Why patients take kelp
Kelp is a generic term that refers to Laminaria and Macrocystis species of brown seaweeds, although in practice the term is often used in reference to species of Fucus. Because of its iodine content kelp has traditionally been used as a source of iodine for thyroid deficiency and as a slimming supplement.
Iodine and kelp
Normal daily iodine requirement
The normal daily iodine requirement ranges from 100micrograms to 300micrograms, with the UK reference nutrient intake value of 140micrograms for adults.
Iodine content of kelp and its effect
The iodine content of kelp products can vary considerably, even within products of the same brand. The average laminaria-based supplement might contain as much as 1mg of iodine. Quantities of 500micrograms to 1mg daily probably have no untoward effects on thyroid function in most cases. However, there is potential for the development of thyroid disorders if more than 150micrograms of iodine per day are ingested.
Kelp and the thyroid
Kelp’s effect on thyroid regulation
When progressively larger doses of iodine are ingested there is an initial rise in thyroid hormone production, but as doses continue to rise production is reduced. This effect is usually seen with doses of more than about 2mg daily, but is normally transient, and adaptation can occur on repeated dosage. If individuals do not adapt to receiving large doses of iodine, chronic inhibition of thyroid hormone synthesis occurs leading to goitre and hypothyroidism. Excess iodine may also induce long-term hyperthyroidism. These described effects of iodine on thyroid regulation can alter dosage requirements for levothyroxine which are not predictable.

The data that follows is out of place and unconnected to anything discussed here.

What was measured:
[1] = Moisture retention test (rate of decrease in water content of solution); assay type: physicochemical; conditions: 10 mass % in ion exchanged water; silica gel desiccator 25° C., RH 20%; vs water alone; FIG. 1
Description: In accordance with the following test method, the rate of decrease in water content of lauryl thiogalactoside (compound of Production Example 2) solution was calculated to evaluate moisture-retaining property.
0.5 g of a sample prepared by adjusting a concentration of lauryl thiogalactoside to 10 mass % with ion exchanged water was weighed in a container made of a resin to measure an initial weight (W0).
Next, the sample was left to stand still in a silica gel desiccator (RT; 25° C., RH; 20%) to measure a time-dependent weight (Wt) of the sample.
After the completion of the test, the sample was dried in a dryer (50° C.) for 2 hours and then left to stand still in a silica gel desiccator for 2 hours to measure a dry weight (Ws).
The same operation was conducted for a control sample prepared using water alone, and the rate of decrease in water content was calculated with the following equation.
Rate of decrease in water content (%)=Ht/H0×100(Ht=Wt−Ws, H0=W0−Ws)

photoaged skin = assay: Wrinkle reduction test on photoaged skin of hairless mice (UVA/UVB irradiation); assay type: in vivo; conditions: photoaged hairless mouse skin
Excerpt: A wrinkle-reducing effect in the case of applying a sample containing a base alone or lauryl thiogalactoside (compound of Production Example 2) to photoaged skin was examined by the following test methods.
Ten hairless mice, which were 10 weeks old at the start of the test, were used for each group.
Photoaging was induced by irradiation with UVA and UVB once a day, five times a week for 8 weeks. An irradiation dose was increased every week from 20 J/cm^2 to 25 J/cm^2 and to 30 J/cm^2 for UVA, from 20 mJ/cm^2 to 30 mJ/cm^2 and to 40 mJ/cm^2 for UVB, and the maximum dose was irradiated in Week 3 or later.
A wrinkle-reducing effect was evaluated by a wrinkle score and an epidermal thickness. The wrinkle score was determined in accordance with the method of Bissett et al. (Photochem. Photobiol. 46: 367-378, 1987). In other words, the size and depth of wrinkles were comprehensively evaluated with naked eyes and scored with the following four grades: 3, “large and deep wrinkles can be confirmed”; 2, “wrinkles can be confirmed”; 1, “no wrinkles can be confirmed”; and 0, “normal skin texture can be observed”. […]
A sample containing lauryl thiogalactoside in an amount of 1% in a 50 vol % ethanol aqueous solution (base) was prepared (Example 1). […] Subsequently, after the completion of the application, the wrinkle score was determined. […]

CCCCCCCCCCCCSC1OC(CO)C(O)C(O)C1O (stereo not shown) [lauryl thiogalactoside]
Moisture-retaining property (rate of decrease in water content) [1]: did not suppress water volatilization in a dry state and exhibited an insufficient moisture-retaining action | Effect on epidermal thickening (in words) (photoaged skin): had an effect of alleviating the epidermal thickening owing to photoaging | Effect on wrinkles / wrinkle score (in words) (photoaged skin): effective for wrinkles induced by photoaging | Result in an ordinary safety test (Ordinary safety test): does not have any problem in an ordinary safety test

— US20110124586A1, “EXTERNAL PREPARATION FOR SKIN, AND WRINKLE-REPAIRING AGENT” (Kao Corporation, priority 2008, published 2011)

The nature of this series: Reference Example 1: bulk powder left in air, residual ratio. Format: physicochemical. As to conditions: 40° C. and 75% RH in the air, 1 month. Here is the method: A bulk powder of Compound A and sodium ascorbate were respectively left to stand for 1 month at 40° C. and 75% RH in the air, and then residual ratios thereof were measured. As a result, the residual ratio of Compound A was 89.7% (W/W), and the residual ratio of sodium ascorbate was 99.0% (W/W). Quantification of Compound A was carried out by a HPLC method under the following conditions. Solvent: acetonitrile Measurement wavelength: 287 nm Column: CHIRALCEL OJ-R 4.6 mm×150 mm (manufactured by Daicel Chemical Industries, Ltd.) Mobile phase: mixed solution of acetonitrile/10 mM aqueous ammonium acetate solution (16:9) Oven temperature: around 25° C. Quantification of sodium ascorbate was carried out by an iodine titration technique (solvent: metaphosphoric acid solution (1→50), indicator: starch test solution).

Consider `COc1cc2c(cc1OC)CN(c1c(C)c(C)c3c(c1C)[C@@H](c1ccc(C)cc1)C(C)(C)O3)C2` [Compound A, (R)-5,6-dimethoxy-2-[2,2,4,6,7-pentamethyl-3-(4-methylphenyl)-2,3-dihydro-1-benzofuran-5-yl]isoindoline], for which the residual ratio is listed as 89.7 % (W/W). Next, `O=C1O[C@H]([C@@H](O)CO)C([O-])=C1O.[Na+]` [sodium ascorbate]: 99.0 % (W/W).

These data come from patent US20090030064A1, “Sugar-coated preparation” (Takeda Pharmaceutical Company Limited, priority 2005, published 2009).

Avoiding kelp in patients with thyroid disorders
Kelp can aggravate existing thyroid disorders. Kelp products should be avoided in patients suffering from thyroid disorders regardless of whether they are taking thyroid supplementation or not.
Avoiding kelp in patients taking levothyroxine
Patients should be advised to avoid kelp ingestion while taking levothyroxine therapy. Although UK and American information resources caution or advise against taking levothyroxine with kelp, there are no published reports of an interaction. The use of kelp has been associated with the development of thyroid disorders, mainly hypothyroidism and hyperthyroidism, attributed to the iodine contained in these products. Several case reports about this association have been published.
Kelp’s effect on thyroid function tests
Kelp can aggravate existing thyroid disorders presented by an alteration in thyroid function tests.
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